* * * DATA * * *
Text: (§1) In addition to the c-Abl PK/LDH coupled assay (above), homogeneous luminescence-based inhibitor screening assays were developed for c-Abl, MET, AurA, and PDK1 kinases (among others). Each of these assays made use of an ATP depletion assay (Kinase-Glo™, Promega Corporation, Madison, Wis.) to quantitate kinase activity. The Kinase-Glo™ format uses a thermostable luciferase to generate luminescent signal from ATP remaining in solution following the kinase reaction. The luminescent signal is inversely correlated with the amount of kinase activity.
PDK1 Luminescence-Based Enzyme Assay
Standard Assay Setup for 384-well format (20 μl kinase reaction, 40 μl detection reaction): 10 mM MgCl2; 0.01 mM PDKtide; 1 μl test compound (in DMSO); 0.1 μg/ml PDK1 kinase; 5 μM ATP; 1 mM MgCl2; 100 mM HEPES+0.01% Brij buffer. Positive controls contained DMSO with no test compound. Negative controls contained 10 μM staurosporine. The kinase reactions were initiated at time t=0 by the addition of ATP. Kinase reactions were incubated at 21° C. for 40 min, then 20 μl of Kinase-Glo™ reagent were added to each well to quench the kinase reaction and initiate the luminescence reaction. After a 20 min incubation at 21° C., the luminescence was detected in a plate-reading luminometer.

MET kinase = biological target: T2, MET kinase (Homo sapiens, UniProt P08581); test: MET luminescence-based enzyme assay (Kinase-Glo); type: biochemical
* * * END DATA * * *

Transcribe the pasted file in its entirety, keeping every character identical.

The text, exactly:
Text: (§1) In addition to the c-Abl PK/LDH coupled assay (above), homogeneous luminescence-based inhibitor screening assays were developed for c-Abl, MET, AurA, and PDK1 kinases (among others). Each of these assays made use of an ATP depletion assay (Kinase-Glo™, Promega Corporation, Madison, Wis.) to quantitate kinase activity. The Kinase-Glo™ format uses a thermostable luciferase to generate luminescent signal from ATP remaining in solution following the kinase reaction. The luminescent signal is inversely correlated with the amount of kinase activity.
PDK1 Luminescence-Based Enzyme Assay
Standard Assay Setup for 384-well format (20 μl kinase reaction, 40 μl detection reaction): 10 mM MgCl2; 0.01 mM PDKtide; 1 μl test compound (in DMSO); 0.1 μg/ml PDK1 kinase; 5 μM ATP; 1 mM MgCl2; 100 mM HEPES+0.01% Brij buffer. Positive controls contained DMSO with no test compound. Negative controls contained 10 μM staurosporine. The kinase reactions were initiated at time t=0 by the addition of ATP. Kinase reactions were incubated at 21° C. for 40 min, then 20 μl of Kinase-Glo™ reagent were added to each well to quench the kinase reaction and initiate the luminescence reaction. After a 20 min incubation at 21° C., the luminescence was detected in a plate-reading luminometer.

MET kinase = biological target: T2, MET kinase (Homo sapiens, UniProt P08581); test: MET luminescence-based enzyme assay (Kinase-Glo); type: biochemical